Neurodiversity is a term that was coined by Australian social scientist and autism advocate Judy Singer. In her 1998 thesis, she wrote: “For me, the key significance of the ‘Autistic Spectrum’ lies in its call for and anticipation of a politics of Neurological Diversity, or what I want to call ‘Neurodiversity.’ The ‘Neurologically Different’ represent a new addition to the familiar political categories of class/gender/race and will augment the insights of the social model of disability.” Similar to the way biodiversity is discussed as critical to the stability of the ecosystem, neurodiversity is considered to be critical for human and cultural stability. In other words, Autism Spectrum Disorders (ASD) and other neurological differences should be a part of our community and, thus, neither cured nor subject to intense rehabilitative or normalizing efforts. Before I discuss how neurodiversity is useful to my work and to ASD-related professions, I want to quickly review ASD and my current project for the Neuroethics Scholar Program.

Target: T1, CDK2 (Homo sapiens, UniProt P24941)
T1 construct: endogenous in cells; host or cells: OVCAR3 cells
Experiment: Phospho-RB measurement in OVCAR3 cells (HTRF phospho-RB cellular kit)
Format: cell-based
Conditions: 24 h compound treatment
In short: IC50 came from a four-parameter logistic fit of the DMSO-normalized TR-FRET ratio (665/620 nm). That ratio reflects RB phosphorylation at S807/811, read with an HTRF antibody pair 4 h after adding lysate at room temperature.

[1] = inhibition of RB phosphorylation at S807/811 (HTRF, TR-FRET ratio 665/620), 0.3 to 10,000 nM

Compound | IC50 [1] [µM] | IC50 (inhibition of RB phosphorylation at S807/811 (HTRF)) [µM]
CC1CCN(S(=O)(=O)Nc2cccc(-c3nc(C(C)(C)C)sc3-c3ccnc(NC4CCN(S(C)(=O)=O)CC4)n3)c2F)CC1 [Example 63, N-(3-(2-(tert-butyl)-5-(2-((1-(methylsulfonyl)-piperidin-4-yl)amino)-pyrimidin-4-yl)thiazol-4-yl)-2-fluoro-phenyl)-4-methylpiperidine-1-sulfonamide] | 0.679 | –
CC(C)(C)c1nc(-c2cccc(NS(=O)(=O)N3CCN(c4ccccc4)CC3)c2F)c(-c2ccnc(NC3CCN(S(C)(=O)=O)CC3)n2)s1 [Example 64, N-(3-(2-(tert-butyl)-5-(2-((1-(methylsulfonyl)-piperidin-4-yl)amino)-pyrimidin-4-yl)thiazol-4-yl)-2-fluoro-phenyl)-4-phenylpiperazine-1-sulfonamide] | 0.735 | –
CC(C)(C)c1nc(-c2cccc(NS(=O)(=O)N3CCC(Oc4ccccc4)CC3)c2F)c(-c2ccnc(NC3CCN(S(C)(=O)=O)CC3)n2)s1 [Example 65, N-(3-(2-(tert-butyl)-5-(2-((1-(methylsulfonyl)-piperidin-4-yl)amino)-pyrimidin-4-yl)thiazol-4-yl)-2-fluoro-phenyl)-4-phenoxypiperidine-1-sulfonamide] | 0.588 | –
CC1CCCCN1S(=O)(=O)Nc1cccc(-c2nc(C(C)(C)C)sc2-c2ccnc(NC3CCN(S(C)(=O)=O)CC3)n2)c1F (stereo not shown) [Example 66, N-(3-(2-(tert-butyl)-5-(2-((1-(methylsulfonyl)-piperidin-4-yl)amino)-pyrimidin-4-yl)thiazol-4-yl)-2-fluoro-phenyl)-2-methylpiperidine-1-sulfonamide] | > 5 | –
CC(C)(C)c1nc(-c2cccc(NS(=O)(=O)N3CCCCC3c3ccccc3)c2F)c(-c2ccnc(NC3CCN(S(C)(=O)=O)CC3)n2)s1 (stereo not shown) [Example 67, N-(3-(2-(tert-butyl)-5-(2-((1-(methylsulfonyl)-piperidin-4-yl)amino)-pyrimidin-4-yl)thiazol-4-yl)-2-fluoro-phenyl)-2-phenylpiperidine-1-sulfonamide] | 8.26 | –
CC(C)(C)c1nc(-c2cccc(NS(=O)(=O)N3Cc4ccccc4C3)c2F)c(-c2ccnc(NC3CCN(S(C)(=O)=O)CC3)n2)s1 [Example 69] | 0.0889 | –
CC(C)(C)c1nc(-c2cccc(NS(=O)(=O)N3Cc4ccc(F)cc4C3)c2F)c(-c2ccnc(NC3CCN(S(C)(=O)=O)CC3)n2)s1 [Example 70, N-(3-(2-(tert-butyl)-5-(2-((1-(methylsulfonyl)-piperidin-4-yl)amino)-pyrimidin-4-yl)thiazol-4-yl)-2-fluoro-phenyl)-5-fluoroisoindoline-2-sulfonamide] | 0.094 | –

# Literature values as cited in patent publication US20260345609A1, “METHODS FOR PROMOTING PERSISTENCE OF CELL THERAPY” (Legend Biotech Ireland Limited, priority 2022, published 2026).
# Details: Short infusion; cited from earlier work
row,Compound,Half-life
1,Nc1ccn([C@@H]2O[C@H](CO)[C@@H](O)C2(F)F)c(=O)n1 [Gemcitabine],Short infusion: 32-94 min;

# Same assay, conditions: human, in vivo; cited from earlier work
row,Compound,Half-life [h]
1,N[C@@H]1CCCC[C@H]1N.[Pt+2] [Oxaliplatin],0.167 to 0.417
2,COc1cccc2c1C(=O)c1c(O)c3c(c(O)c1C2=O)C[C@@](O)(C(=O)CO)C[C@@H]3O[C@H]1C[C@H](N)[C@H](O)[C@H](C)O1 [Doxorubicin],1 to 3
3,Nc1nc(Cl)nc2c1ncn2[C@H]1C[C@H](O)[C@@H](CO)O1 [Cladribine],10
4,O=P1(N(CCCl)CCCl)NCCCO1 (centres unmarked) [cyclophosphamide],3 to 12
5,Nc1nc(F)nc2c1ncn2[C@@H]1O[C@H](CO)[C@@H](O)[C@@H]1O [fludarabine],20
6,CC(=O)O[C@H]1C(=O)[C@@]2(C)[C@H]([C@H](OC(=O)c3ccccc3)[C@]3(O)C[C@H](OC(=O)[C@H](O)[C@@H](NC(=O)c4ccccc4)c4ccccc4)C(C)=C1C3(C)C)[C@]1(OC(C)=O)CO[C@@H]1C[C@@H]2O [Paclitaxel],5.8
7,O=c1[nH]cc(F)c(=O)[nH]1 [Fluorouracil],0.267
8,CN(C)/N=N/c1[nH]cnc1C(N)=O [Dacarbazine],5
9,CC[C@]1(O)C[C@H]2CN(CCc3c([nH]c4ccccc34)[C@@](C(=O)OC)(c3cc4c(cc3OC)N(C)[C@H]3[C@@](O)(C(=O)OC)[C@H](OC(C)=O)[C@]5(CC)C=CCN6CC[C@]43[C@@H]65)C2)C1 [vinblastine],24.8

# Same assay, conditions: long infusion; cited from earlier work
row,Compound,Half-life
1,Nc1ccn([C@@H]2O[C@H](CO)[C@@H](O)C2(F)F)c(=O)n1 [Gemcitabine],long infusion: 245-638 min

|Source: Cafe Press|